Chavez has dedicated an entire decade to promoting himself. The world talks about him—whether you like his politics or not. Chavez understands he needs the world talking about him and hence why he makes flaming statements—like when he stepped up to the podium at the United Nations and said it smelled like sulphur because George W. Bush had just exited the room. Such comments get people to look up, and have likely been ochestrated in Chavez’s mind for months.
I came upon a piece written by Venezuelan journalist Alberto Barrera Tyszka in El Tiempo. He makes a good point: Hugo Chavez would have made a good entertainer. Maybe a world-class telenovela star.
According to Barrera Tyszka, Chavez constructs his autobiography everyday. He is self-referential; he speaks about his childhood, either remembering an episode not exactly how others say it happened or inventing an anecdote. He dances. He sings. He recites poetry. Like the protagonist in telenovelas, Chavez rose from poverty and attains vengeance, fortune and happiness. Hugo Chavez has more in common with American Idol than with Che Guevarra.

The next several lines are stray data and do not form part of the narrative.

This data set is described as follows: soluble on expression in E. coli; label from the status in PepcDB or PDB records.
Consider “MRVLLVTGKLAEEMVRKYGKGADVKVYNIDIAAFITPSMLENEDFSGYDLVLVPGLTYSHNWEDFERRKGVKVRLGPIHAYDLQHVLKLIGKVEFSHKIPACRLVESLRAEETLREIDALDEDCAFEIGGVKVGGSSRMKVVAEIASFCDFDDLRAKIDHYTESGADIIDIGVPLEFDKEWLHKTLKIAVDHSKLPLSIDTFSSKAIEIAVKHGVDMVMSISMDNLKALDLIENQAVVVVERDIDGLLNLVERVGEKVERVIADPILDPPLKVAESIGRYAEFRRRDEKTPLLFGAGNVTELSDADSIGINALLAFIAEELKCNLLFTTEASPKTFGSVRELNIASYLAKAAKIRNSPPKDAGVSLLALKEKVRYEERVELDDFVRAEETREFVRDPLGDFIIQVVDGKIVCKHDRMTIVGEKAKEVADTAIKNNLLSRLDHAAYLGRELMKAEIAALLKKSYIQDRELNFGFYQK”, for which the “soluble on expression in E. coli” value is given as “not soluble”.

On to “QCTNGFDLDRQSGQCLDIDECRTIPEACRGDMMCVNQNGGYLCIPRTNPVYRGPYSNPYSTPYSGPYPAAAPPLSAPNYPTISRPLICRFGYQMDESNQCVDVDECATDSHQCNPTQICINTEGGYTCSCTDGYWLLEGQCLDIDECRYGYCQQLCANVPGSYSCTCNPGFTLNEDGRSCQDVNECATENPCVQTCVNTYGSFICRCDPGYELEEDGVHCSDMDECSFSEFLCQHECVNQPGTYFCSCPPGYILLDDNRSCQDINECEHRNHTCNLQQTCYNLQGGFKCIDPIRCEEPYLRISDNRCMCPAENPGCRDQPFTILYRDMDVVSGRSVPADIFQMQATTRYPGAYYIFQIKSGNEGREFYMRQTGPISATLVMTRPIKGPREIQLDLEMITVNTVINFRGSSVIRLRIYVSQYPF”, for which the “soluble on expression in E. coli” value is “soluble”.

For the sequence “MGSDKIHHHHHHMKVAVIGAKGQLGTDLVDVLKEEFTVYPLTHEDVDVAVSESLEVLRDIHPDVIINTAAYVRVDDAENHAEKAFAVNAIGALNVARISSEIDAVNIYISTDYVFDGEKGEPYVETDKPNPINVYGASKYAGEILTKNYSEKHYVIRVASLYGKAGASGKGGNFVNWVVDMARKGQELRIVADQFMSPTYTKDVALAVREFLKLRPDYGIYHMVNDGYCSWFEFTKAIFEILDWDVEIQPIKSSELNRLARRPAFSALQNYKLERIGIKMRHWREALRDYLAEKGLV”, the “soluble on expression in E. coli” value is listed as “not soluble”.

I’m excited to read a biography of Hugo Chavez, written by Barrera Tyszka and his wife, Cristina Marcano. Publisher’s Weekly, in general, praises the book as non-biased. The writers excerpted Chavez’s diaries as well as included an interview with Herma Marksman, a professor and Chavez’s lover for nine years. Maybe it’ll explain, Who is this loud-mouthed authoritarian socialist in Venezuela? Take note: Amazon suggests if you buy this biography, you may also like to read about Adolf Hitler.